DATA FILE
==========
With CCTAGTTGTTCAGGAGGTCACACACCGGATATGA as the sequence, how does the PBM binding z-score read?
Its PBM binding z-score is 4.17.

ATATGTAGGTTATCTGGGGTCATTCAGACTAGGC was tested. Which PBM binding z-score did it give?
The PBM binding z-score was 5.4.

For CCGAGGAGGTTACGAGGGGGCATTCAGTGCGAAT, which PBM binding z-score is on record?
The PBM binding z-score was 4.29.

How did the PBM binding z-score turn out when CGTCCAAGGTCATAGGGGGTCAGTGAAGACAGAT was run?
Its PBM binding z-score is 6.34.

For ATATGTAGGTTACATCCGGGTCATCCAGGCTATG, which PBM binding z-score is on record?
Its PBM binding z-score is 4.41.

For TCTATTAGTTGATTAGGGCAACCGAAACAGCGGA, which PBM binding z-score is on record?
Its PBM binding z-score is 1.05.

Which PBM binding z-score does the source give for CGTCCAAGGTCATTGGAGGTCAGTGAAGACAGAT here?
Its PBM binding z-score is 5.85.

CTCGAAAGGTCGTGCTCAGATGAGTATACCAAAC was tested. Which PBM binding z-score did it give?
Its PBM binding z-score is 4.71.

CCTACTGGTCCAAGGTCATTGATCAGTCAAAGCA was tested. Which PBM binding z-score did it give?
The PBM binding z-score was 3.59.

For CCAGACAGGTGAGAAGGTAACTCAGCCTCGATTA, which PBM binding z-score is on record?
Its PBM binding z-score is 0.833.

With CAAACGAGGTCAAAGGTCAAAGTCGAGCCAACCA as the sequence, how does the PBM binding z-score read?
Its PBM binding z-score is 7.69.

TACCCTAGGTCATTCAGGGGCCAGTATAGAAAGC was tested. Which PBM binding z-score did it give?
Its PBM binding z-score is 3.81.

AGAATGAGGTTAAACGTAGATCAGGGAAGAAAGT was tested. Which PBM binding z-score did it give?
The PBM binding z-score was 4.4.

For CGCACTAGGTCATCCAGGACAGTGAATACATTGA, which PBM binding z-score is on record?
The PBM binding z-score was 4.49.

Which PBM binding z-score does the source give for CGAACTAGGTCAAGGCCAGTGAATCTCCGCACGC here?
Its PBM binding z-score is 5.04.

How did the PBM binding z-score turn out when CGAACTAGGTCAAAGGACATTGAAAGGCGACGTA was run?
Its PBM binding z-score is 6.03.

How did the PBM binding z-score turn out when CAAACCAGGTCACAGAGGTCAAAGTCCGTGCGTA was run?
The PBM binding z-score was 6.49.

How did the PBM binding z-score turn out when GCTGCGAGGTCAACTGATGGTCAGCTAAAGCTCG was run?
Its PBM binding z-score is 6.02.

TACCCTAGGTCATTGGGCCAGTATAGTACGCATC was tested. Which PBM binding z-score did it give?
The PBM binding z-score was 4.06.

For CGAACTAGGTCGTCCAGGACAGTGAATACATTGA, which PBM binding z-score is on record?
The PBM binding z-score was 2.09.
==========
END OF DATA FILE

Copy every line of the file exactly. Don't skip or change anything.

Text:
With CCTAGTTGTTCAGGAGGTCACACACCGGATATGA as the sequence, how does the PBM binding z-score read?
Its PBM binding z-score is 4.17.

ATATGTAGGTTATCTGGGGTCATTCAGACTAGGC was tested. Which PBM binding z-score did it give?
The PBM binding z-score was 5.4.

For CCGAGGAGGTTACGAGGGGGCATTCAGTGCGAAT, which PBM binding z-score is on record?
The PBM binding z-score was 4.29.

How did the PBM binding z-score turn out when CGTCCAAGGTCATAGGGGGTCAGTGAAGACAGAT was run?
Its PBM binding z-score is 6.34.

For ATATGTAGGTTACATCCGGGTCATCCAGGCTATG, which PBM binding z-score is on record?
Its PBM binding z-score is 4.41.

For TCTATTAGTTGATTAGGGCAACCGAAACAGCGGA, which PBM binding z-score is on record?
Its PBM binding z-score is 1.05.

Which PBM binding z-score does the source give for CGTCCAAGGTCATTGGAGGTCAGTGAAGACAGAT here?
Its PBM binding z-score is 5.85.

CTCGAAAGGTCGTGCTCAGATGAGTATACCAAAC was tested. Which PBM binding z-score did it give?
Its PBM binding z-score is 4.71.

CCTACTGGTCCAAGGTCATTGATCAGTCAAAGCA was tested. Which PBM binding z-score did it give?
The PBM binding z-score was 3.59.

For CCAGACAGGTGAGAAGGTAACTCAGCCTCGATTA, which PBM binding z-score is on record?
Its PBM binding z-score is 0.833.

With CAAACGAGGTCAAAGGTCAAAGTCGAGCCAACCA as the sequence, how does the PBM binding z-score read?
Its PBM binding z-score is 7.69.

TACCCTAGGTCATTCAGGGGCCAGTATAGAAAGC was tested. Which PBM binding z-score did it give?
Its PBM binding z-score is 3.81.

AGAATGAGGTTAAACGTAGATCAGGGAAGAAAGT was tested. Which PBM binding z-score did it give?
The PBM binding z-score was 4.4.

For CGCACTAGGTCATCCAGGACAGTGAATACATTGA, which PBM binding z-score is on record?
The PBM binding z-score was 4.49.

Which PBM binding z-score does the source give for CGAACTAGGTCAAGGCCAGTGAATCTCCGCACGC here?
Its PBM binding z-score is 5.04.

How did the PBM binding z-score turn out when CGAACTAGGTCAAAGGACATTGAAAGGCGACGTA was run?
Its PBM binding z-score is 6.03.

How did the PBM binding z-score turn out when CAAACCAGGTCACAGAGGTCAAAGTCCGTGCGTA was run?
The PBM binding z-score was 6.49.

How did the PBM binding z-score turn out when GCTGCGAGGTCAACTGATGGTCAGCTAAAGCTCG was run?
Its PBM binding z-score is 6.02.

TACCCTAGGTCATTGGGCCAGTATAGTACGCATC was tested. Which PBM binding z-score did it give?
The PBM binding z-score was 4.06.

For CGAACTAGGTCGTCCAGGACAGTGAATACATTGA, which PBM binding z-score is on record?
The PBM binding z-score was 2.09.